If you're over 40, it's because there's a law that requires it. (It's not because your employer is trying to do you any favors!)
Congress passed a law in 1967 called the Age Discrimination in Employment Act ("ADEA"), 29 U.S.C. §(s) 621, et seq. Given its name, unsurprisingly, it bars age discrimination in certain employment scenarios.
For an employee's waiver of his or her rights under the ADEA to be considered enforceable by a court, it must be "knowing and voluntary." For a while, courts across the country were split in interpreting just what a "knowing and voluntary" waiver was.
Thus, in 1990, as it often does, Congress stepped in and clarified by way of enacting the Older Workers Benefits Protection Act ("OWBPA"), 29 U.S.C. §(s) 626(f), which specifies that a waiver of ADEA claims must contain certain minimum information to constitute a "knowing and voluntary" waiver. That includes:
(1) The release must be written in a manner calculated to be understood by the employee signing the release, or the average individual eligible to participate;
(2) the release must specifically refer to claims arising under the ADEA;
(3) the release must not purport to encompass claims that may arise after the date of signing;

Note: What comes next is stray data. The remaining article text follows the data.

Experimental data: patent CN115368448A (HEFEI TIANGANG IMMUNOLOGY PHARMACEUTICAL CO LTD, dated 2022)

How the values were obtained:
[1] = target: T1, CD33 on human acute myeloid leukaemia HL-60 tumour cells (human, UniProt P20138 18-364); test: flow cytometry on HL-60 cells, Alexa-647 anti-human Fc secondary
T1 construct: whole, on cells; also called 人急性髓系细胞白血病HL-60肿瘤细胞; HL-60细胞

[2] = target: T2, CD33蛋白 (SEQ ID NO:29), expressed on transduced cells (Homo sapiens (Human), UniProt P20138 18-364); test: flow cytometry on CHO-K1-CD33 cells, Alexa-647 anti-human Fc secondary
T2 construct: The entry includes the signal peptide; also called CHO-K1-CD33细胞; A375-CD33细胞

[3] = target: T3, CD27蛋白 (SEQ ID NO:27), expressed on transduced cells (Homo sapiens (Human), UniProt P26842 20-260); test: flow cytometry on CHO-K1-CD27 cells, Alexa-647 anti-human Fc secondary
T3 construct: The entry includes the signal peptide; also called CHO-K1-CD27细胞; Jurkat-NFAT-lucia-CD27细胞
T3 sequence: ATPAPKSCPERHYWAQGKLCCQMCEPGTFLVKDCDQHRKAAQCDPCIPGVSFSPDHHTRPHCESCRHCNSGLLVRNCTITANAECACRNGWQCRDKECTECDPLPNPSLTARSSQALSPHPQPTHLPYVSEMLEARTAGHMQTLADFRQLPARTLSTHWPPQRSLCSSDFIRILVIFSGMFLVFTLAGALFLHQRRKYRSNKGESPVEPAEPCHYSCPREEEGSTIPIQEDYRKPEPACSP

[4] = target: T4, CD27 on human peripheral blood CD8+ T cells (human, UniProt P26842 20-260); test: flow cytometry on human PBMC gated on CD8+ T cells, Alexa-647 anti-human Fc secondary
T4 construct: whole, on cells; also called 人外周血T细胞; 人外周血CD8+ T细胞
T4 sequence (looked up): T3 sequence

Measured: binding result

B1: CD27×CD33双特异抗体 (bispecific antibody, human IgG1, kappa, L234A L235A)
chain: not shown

(4) the employer must provide consideration for the ADEA claim above and beyond that to which the employee would otherwise already be entitled;
(5) the employee must be advised in writing to consult with an attorney prior to executing the agreement;
(6) the employee must be given at least 45 days to consider signing if the incentive is offered to a group;
(7) the release must allow the employee to rescind the agreement up to 7 days after signing; and
(8) if the release is offered in connection with an exit incentive or group termination program, the employer must provide information relating to the job titles and ages of those eligible for the program, and the corresponding information relating to employees in the same job titles who were not eligible for the program.
The nature of the requirements suggests that Congress was concerned employees who were met with the possibility of signing a release of all claims did not know the full implications of signing the release. Thus, they added in requirements that would additionally protect employees, including requiring employers to advise employees, in writing, to consult with a lawyer before signing.
It was a good idea.
Employees often don't know that they have claims in the first place and thus wouldn't know how those claims could be brought to bear in negotiating a severance agreement. It is one reason, among many, why it is a good idea to contact an employment attorney to review any agreement that includes a general release or release of claims.
For more about signing severance agreements, click here.
Doorways Employment Law is a virtual employment law practice, leveraging the power of technology to connect with clients in the most efficient and convenient way possible. It specializes in employment law counseling, strategic advice and representation to individuals and businesses across Massachusetts, including on agreements, severance and release issues. Contact Doorways Employment Law for an employment law consultation.